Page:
If the Basel III regulations had been in effect over the past four years banks would have experienced sizable inflation in their regulatory capital by recording unrealized gains and losses, according to a new report from Charlottesville, Va.-based SNL Financial.
The implementation of the Basel III rules are currently delayed, in large part due to opposition from the financial services industry. Banks mounted fierce opposition to the new "liquidity coverage ratio," which they argued would lead them to dramatically cut back lending. Banks also wanted a broader array of assets to count as “high-quality liquid assets.”
Banks also opposed the inclusion of unrealized gains and losses in regulatory capital required by Basel III. This would occur since the rules in their current form provide for accumulated other comprehensive income (AOCI), which captures unrealized gains and losses of banks' available-for-sale securities, to flow through regulatory capital, said SNL.
According to the report, if those rules go in force as they exist today, many believe that banks will simply have to hold more capital against their securities portfolios to prepare for volatility. Critics of the rule also said the removal of the AOCI filter would reduce institutions' flexibility to manage liquidity and would diminish the overall level of liquidity in the debt markets.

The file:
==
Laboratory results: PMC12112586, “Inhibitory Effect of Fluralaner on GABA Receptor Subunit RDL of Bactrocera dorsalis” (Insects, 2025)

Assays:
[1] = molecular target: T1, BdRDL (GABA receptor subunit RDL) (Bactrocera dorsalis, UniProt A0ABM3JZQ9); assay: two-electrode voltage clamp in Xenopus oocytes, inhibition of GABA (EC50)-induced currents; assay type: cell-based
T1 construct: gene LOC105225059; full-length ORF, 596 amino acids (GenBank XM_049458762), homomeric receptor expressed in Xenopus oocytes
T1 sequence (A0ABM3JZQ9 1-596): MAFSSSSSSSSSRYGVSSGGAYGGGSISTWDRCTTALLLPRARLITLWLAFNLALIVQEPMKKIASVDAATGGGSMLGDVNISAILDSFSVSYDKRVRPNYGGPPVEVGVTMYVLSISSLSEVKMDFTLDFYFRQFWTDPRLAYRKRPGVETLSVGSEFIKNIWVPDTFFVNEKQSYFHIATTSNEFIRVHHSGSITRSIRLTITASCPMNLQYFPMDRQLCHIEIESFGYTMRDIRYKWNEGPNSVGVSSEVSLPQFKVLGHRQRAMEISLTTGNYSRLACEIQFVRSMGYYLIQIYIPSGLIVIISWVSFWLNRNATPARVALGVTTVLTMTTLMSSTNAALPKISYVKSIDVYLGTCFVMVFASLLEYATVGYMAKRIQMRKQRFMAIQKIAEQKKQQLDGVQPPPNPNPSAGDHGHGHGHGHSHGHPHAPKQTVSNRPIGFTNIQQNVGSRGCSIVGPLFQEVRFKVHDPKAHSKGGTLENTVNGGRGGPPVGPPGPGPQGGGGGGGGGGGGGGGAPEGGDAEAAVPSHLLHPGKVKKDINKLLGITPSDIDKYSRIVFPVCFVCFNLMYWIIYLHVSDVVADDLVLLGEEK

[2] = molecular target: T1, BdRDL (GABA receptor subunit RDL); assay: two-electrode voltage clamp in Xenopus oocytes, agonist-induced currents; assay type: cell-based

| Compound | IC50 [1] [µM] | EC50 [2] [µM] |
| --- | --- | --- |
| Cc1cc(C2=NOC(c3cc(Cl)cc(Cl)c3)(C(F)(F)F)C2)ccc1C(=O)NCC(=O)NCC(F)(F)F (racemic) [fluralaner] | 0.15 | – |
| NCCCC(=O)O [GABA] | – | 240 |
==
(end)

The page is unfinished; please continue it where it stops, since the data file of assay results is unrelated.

According to SNL, these fears may be warranted. The research firm said its data shows that capital ratios would have risen notably if unrealized gains and losses had flowed through regulatory capital in recent periods. SNL reported that the median of commercial banks' unrealized gains at the end of the fourth quarter equated to 2.41 percent of the institution's Tier 1 capital, compared to 2.40 percent a year earlier. That means that if Basel III had been implemented in the fourth quarter, commercial banks would have seen their regulatory capital ratio increase by close to 2.4 percent, assuming all other things equal, the firm said.